lease ending at the end of the term. The requirement to pay
a substantial premium on the exercise of the break did not
give rise to an implied term that this amount was the totality of
compensation payable to the landlord. The parties would have
known the implications of the clauses as drafted and should
be held to them.
On 11 November 2013, the Supreme Court granted
permission to appeal against the Court of Appeal’s decision.
Marks & Spencer plc (M&S) v BNP Paribas Securities Services
Trust Company (Jersey) Limited  EWCA Civ 603
Protected by the corporate veil
In 2006, Sainsbury’s agreed to have a Condek modular car park
system installed at their North Cheam store. Mr Pashorous,
the inventor and designer of the system, represented Condek
throughout the negotiations and signed the documents on
Condek’s behalf. He later supervised the construction and
installation of the car park system at the store.
Sainsbury’s subsequently brought a claim arguing that the car
park had been negligently designed, constructed and installed
and that, as a result of this, it needed to be demolished
and replaced. Sainsbury’s claimed that the works required
to replace the car park would cost over £3m and that they
would lose an estimated £3.6m in lost sales during those
The documents themselves included no warranties or
other forms of security. Compounding this, Condek were
in liquidation and, owing to a late notification of claim, were
uninsured. Sainsbury’s therefore sought to add Mr Pashorous
and Condek’s sub-contractor, NRM, as defendants to the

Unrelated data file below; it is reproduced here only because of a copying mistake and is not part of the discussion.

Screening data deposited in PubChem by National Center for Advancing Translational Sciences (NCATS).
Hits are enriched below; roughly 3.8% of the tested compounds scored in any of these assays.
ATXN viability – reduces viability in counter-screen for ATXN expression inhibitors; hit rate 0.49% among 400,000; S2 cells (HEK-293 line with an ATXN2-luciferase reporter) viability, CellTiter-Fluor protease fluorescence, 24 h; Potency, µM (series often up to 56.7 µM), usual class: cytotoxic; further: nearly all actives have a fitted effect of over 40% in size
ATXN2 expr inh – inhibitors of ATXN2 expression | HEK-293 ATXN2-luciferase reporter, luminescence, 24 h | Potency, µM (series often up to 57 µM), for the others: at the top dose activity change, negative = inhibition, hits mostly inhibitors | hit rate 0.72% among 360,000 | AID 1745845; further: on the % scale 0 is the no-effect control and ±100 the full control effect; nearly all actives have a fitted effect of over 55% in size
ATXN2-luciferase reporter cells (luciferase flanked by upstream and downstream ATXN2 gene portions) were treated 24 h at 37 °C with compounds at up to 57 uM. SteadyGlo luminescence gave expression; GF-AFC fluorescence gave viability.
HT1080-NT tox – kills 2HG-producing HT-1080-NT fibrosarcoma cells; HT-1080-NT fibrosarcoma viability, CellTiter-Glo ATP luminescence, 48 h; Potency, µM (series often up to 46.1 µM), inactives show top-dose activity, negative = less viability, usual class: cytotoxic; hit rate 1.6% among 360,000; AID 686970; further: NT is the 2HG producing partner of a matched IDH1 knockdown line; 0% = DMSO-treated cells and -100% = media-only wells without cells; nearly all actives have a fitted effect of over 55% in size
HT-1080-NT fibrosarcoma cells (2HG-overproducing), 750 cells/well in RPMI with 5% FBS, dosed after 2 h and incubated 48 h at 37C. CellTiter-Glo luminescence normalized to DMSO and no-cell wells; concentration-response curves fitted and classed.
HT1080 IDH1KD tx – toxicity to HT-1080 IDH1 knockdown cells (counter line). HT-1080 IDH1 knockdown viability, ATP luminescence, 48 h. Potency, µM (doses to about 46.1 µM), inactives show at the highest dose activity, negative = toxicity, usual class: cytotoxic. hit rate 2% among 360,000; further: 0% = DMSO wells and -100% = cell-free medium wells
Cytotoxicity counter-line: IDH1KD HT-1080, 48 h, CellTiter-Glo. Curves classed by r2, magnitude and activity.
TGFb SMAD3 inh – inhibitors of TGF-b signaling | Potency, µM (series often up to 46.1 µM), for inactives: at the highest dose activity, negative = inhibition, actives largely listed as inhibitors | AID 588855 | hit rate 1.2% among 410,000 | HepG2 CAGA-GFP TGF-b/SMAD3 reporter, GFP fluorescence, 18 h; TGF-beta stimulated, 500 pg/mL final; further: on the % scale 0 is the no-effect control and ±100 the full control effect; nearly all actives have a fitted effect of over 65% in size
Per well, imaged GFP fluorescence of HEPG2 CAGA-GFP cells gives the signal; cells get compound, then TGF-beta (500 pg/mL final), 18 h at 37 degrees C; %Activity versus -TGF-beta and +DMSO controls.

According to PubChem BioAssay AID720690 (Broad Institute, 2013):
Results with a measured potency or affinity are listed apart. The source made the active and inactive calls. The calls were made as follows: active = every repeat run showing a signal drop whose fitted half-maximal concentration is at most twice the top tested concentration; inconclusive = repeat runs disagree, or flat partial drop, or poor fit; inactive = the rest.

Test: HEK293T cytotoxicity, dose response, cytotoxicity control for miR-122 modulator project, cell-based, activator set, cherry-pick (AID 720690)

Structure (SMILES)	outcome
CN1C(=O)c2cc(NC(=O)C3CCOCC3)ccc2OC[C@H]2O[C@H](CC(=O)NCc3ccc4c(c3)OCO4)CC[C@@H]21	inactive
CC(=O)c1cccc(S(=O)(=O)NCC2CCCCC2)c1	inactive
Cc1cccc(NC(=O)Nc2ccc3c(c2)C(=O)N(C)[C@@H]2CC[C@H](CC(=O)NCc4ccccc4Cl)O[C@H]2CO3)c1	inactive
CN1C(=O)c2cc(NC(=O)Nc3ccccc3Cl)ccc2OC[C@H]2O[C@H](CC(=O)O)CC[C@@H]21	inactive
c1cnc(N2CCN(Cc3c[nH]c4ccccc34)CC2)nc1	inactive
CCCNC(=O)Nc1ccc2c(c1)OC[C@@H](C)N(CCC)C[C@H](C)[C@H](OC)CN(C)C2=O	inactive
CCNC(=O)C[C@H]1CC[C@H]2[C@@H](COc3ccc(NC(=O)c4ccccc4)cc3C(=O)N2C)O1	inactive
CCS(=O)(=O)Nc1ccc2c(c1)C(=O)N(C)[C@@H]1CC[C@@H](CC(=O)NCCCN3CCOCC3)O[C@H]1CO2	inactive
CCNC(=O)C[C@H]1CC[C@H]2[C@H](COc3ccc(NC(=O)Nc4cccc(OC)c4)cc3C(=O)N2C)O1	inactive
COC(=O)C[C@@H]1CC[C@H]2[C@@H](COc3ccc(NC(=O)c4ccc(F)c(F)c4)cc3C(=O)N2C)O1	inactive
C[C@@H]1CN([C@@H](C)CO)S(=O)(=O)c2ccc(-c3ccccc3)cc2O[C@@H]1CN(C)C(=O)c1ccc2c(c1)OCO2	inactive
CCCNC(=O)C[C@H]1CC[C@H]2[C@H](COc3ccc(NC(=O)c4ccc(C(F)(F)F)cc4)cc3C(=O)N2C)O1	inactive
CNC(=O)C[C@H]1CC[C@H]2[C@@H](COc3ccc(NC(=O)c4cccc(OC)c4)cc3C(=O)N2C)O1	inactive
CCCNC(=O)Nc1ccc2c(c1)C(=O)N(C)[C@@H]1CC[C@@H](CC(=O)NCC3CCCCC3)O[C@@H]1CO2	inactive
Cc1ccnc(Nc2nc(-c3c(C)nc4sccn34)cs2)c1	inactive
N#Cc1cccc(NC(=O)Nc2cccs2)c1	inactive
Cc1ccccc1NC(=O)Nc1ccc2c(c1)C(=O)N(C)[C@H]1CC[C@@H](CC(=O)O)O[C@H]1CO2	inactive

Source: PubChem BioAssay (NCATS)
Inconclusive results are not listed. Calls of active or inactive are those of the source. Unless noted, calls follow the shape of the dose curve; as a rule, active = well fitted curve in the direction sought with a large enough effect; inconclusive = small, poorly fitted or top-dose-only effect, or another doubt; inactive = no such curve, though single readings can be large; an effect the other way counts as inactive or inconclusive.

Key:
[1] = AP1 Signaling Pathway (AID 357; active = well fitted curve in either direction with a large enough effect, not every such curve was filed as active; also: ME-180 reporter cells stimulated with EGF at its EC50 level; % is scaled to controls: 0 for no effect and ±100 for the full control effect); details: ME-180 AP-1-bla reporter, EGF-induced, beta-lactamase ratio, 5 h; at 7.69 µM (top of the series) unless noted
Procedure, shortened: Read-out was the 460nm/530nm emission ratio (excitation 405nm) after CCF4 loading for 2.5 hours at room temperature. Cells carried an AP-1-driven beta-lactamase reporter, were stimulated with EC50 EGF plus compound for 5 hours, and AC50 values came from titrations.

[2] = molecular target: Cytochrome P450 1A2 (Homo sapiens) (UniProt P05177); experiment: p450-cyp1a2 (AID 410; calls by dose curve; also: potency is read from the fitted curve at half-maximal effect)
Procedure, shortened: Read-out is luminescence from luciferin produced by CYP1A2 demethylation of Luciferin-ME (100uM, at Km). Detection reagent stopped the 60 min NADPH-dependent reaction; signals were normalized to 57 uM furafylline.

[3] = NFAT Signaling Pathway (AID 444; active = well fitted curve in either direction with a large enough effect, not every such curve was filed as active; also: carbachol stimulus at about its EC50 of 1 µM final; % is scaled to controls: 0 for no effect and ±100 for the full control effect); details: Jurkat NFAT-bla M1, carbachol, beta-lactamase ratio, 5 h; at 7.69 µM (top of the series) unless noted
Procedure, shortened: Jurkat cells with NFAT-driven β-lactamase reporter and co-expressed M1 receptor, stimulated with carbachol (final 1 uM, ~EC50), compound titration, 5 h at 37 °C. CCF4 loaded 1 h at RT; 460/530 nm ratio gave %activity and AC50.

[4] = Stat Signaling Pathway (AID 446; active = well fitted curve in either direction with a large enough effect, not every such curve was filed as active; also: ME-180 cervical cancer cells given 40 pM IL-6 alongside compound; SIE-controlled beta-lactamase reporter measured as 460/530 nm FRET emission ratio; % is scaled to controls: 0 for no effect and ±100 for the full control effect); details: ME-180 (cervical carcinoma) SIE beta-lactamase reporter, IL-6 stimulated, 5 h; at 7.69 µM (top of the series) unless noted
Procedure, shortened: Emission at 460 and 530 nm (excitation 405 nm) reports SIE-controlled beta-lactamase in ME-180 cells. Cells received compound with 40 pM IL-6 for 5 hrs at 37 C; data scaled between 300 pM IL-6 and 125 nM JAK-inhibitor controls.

claim. Sainsbury’s argued that Mr Pashorous had assumed a
duty of care to Sainsbury’s as he was the owner, designer and
sole beneficiary of the agreement.
The Court struck out the claim against NRM on the basis that
there was no contract between NRM and Sainsbury’s. In
respect of the claim against Mr Pashorus, the Court held that
one of the principal benefits of incorporation for inventors was
that it limited their liability. If Sainsbury’s had wanted to pursue
Mr Pashorus personally, it could have insisted upon making
Mr Pashorus a party to the contract or it could have obtained
further security from him. There was no special relationship or
assumption of personal liability by Mr Pashorus.
Sainsbury’s Supermarkets Ltd v Condek Holdings Ltd and
others  EWHC 2016 (TCC)
Landlord’s liability for tenant’s nuisance
In February and July 2014, the Supreme Court considered
a number of principles in respect of private nuisance. The
underlying case related to noise nuisance caused by Mr
Coventry’s motocross and speedway track. The Supreme Court held that the track operators were liable in private
nuisance to Ms Lawrence and Mr Shields, who lived near the
stadium in a bungalow that had subsequently burnt down.
In February 2014, the Supreme Court concluded that:
(1) Prescriptive rights to commit what would otherwise be a
noise nuisance were possible.
(2) The defence of a claimant coming to the nuisance would
not generally succeed except, potentially, if the claimant
has changed the use of the land.
(3) A defendant can rely on its activities as constituting part
of the character of the locality, but only to the extent that
those activities do not constitute a nuisance.
(4) Although of relevance as to whether the Court will award
an injunction or compensation, the grant of planning
permission will not deprive a property owner of a right to
object to what would otherwise be a nuisance, without
The Court duly imposed an injunction limiting the levels of
noise that could be emitted from the stadium and track,
awarded damages to the claimants and required the
respondents to pay a proportion of the claimants’ costs.
On 23 July 2014 the Supreme Court proceeded to consider the
question of whether the landlords of the motocross stadium and
track site were liable for the nuisance of their tenants.
The Court held that the landlord was not liable for his tenant’s
nuisance because although he had done nothing to stop or
discourage the tenant from causing a nuisance, he had not